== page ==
4. Not Showing Up as a Licensed Mover in the FMCSA Database

The Federal Motor Carrier Safety Administration (FMCSA) is like the health department of the moving industry: If your mover isn’t listed with them, it’s time to find a new company. 

The FMCSA’s website lets you search for licensed movers by three different methods: USDOT number, MC/MX number, and company name. You should be able to find the USDOT number on the mover’s website, or you can call and ask them for it directly. 

One thing to watch out for is a company that changes its name or isn’t clear about its name. If the moving company you’re working with answers the phone with a generic “moving company” or “movers,” then that’s a red flag. Some scam moving companies will change their names often to avoid bad ratings with the Better Business Bureau or to avoid licensure with FMCSA. 

Q: How do I not get scammed by moving companies?
The Federal Motor Carrier Safety Administration provides guidance to help you avoid getting swindled — or having your belongings stolen. Here are the agency’s top 5 tips for protecting yourself:
- Get a written estimate.
- Make sure the company is authorized to move your household goods and insured.
- Check the mover’s complaint history in the FMCSA database.
- Remember your priorities when choosing a mover.
- Do your homework.

tons of bad reviews can be a red flag of moving scams

5. Receiving Bad (or Zero!) Reviews From Customers

Let’s get something straight: All moving companies — even wonderful, licensed movers — have some bad reviews online. In fact, online reviews tend to skew negative because people don’t usually take the time to review something unless they’re upset.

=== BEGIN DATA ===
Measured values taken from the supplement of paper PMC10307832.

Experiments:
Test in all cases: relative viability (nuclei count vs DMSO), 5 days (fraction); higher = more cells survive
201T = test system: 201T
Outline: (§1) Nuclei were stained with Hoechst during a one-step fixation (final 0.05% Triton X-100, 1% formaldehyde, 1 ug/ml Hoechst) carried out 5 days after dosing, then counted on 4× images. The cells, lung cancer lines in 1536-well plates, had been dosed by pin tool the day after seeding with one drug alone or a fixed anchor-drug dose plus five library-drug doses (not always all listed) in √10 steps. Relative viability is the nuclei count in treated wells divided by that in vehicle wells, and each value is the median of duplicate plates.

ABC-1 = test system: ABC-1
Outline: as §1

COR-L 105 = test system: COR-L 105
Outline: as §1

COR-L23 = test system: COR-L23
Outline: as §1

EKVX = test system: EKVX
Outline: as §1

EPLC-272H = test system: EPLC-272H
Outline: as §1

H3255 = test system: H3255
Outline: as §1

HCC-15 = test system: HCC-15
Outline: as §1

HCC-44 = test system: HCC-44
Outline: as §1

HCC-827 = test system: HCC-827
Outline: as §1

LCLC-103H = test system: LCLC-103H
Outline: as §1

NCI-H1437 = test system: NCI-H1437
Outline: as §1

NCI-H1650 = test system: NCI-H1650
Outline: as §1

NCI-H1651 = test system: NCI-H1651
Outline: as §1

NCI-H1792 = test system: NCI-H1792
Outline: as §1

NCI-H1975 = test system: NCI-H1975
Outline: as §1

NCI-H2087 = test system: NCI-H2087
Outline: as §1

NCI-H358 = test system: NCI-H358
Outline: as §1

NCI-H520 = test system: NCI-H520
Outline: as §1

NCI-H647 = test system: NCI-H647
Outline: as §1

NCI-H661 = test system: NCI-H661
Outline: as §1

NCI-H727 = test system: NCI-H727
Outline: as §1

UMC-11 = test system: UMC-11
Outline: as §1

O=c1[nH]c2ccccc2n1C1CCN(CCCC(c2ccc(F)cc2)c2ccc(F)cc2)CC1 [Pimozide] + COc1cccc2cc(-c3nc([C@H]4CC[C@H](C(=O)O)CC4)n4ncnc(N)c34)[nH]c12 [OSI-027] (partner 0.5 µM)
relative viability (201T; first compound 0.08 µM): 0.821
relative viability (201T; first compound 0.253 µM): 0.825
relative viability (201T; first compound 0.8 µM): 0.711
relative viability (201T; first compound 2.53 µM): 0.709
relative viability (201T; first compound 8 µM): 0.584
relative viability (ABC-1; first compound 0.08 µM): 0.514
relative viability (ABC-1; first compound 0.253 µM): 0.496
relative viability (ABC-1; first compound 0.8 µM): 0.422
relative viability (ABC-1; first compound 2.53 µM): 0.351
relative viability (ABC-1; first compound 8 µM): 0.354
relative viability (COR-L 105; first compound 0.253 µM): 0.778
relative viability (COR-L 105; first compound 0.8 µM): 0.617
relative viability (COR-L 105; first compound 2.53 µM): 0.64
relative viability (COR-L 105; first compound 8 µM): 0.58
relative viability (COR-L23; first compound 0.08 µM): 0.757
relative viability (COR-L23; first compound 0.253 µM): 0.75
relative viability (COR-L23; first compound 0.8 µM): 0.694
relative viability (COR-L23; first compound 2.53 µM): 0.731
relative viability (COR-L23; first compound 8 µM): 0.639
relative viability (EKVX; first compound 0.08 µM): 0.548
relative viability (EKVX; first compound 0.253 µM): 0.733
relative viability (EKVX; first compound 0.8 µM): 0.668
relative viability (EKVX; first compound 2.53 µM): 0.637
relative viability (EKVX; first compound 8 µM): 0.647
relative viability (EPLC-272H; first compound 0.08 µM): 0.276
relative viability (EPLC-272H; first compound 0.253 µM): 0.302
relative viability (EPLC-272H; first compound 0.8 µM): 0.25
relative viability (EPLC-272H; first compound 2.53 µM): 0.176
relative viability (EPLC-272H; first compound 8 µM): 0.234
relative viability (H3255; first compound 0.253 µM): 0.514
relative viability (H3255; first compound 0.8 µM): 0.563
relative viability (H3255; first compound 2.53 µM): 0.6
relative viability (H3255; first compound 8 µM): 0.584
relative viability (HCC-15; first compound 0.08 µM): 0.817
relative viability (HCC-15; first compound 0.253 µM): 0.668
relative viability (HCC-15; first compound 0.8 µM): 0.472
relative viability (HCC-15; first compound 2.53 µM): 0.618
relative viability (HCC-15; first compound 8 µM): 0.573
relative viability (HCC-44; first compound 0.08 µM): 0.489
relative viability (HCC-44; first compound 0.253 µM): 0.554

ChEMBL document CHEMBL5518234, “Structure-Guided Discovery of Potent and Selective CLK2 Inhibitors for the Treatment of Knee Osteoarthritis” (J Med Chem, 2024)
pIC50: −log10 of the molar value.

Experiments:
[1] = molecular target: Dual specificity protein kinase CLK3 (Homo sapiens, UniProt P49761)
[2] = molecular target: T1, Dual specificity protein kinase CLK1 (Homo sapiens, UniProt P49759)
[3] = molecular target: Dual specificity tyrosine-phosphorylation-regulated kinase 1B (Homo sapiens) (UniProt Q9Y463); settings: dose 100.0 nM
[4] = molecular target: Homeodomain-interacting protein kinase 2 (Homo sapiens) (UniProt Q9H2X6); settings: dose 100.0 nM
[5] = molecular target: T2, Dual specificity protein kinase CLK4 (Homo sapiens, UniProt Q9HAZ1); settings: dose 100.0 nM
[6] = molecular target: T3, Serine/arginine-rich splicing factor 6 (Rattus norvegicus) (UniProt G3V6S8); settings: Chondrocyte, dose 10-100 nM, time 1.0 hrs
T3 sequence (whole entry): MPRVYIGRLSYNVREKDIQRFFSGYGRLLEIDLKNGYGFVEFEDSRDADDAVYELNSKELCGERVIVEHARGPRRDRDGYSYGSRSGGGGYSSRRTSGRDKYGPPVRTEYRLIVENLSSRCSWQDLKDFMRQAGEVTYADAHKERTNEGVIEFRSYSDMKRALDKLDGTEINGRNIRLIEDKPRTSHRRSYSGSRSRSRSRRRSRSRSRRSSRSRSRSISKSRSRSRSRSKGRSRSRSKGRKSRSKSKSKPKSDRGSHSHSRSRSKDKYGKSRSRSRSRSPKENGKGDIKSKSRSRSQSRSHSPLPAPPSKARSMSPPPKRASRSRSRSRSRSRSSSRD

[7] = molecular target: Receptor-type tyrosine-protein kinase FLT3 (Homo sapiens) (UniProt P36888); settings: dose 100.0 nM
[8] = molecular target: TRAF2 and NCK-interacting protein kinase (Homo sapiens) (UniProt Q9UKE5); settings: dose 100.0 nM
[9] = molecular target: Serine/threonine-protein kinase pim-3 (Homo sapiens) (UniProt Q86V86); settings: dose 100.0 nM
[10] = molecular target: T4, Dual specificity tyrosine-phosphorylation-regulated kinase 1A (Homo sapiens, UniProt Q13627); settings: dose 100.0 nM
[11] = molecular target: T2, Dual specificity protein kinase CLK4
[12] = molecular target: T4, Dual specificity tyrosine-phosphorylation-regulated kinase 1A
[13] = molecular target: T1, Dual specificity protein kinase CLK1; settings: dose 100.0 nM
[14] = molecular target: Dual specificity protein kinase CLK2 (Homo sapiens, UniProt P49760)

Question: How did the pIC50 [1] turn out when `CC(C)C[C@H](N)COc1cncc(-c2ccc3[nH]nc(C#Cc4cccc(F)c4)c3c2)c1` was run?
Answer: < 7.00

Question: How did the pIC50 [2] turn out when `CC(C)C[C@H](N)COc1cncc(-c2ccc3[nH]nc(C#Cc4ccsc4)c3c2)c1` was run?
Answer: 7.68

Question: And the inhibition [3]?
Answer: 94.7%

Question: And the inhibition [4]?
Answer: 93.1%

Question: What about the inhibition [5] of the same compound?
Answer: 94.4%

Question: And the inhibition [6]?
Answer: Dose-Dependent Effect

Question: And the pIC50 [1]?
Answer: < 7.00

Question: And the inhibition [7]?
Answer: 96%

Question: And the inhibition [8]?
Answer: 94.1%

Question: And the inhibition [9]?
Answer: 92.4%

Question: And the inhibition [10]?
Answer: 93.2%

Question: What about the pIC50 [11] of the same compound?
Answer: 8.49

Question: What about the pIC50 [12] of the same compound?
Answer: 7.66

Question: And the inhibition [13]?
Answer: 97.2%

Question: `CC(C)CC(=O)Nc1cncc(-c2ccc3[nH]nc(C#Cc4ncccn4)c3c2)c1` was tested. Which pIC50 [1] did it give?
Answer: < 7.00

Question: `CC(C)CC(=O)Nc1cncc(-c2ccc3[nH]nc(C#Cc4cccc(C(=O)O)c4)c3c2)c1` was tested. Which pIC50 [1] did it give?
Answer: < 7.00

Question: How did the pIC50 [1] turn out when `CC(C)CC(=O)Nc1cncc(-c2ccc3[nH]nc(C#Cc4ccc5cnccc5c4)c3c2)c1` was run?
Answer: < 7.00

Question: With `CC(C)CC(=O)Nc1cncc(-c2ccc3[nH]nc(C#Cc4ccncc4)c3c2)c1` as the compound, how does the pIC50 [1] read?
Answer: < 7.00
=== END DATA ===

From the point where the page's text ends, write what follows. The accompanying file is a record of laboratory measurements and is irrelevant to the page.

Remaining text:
But legitimate customer reviews (not those the company boasts on its own site) can help you get some pertinent information. Look for familiar movers’ reviews on third-party sites that include specifics — the date of the move, the problem(s) they encountered, the response from the company — rather than just a star rating.

If you see multiple reviews that recount the same sketchy experience, you can take it as a legitimate warning of a possible scam. This doesn’t necessarily mean you shouldn’t use the company, but it does mean you should ask follow-up questions and be on the lookout for problems. 

Another red flag: no reviews at all. If a company has no reviews, it’s best to stay far away.

signing a contract
(Source: Edar via Pixabay)

6. Asking You to Sign Blank Contracts or Paperwork

Nobody reads the fine print on the boxes they check or the things they sign, right? Well, when you’re paying thousands of dollars to have people haul your worldly belongings across the country, you may want to take the few extra minutes. 

Your contract (sometimes called “order for service”) is the only thing that protects you from myriad moving scams. It should have clear language that outlines the company’s name, address, and the services being provided, as well as the agreed-upon costs, fees, and insurance policies.